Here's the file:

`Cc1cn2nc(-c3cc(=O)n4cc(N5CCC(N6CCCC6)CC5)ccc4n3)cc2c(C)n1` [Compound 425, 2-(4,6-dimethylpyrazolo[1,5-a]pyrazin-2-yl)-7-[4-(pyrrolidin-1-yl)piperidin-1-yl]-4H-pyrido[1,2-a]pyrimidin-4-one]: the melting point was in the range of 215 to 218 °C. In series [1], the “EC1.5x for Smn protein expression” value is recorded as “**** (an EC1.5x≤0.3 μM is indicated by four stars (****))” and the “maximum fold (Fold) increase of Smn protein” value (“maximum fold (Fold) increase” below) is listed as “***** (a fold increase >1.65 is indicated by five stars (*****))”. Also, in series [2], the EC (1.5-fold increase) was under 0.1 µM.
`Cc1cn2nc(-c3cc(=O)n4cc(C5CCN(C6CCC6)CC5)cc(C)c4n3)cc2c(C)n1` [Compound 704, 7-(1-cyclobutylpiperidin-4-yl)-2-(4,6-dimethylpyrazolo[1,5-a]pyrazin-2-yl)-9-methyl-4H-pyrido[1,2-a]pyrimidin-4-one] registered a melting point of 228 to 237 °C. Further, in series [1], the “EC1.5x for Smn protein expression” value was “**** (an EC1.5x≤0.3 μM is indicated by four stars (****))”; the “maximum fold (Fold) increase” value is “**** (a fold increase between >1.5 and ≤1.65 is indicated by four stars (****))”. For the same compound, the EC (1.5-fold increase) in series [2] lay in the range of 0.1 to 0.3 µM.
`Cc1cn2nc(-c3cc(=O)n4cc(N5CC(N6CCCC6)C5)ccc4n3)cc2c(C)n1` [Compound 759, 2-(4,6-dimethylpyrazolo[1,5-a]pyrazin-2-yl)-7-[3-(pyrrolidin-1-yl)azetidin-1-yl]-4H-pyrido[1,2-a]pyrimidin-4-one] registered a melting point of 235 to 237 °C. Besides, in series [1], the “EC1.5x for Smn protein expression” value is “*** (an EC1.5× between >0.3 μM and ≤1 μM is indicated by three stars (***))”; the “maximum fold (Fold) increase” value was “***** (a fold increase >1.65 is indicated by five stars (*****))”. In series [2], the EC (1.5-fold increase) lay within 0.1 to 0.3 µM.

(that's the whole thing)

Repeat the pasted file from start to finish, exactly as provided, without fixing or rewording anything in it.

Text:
`Cc1cn2nc(-c3cc(=O)n4cc(N5CCC(N6CCCC6)CC5)ccc4n3)cc2c(C)n1` [Compound 425, 2-(4,6-dimethylpyrazolo[1,5-a]pyrazin-2-yl)-7-[4-(pyrrolidin-1-yl)piperidin-1-yl]-4H-pyrido[1,2-a]pyrimidin-4-one]: the melting point was in the range of 215 to 218 °C. In series [1], the “EC1.5x for Smn protein expression” value is recorded as “**** (an EC1.5x≤0.3 μM is indicated by four stars (****))” and the “maximum fold (Fold) increase of Smn protein” value (“maximum fold (Fold) increase” below) is listed as “***** (a fold increase >1.65 is indicated by five stars (*****))”. Also, in series [2], the EC (1.5-fold increase) was under 0.1 µM.
`Cc1cn2nc(-c3cc(=O)n4cc(C5CCN(C6CCC6)CC5)cc(C)c4n3)cc2c(C)n1` [Compound 704, 7-(1-cyclobutylpiperidin-4-yl)-2-(4,6-dimethylpyrazolo[1,5-a]pyrazin-2-yl)-9-methyl-4H-pyrido[1,2-a]pyrimidin-4-one] registered a melting point of 228 to 237 °C. Further, in series [1], the “EC1.5x for Smn protein expression” value was “**** (an EC1.5x≤0.3 μM is indicated by four stars (****))”; the “maximum fold (Fold) increase” value is “**** (a fold increase between >1.5 and ≤1.65 is indicated by four stars (****))”. For the same compound, the EC (1.5-fold increase) in series [2] lay in the range of 0.1 to 0.3 µM.
`Cc1cn2nc(-c3cc(=O)n4cc(N5CC(N6CCCC6)C5)ccc4n3)cc2c(C)n1` [Compound 759, 2-(4,6-dimethylpyrazolo[1,5-a]pyrazin-2-yl)-7-[3-(pyrrolidin-1-yl)azetidin-1-yl]-4H-pyrido[1,2-a]pyrimidin-4-one] registered a melting point of 235 to 237 °C. Besides, in series [1], the “EC1.5x for Smn protein expression” value is “*** (an EC1.5× between >0.3 μM and ≤1 μM is indicated by three stars (***))”; the “maximum fold (Fold) increase” value was “***** (a fold increase >1.65 is indicated by five stars (*****))”. In series [2], the EC (1.5-fold increase) lay within 0.1 to 0.3 µM.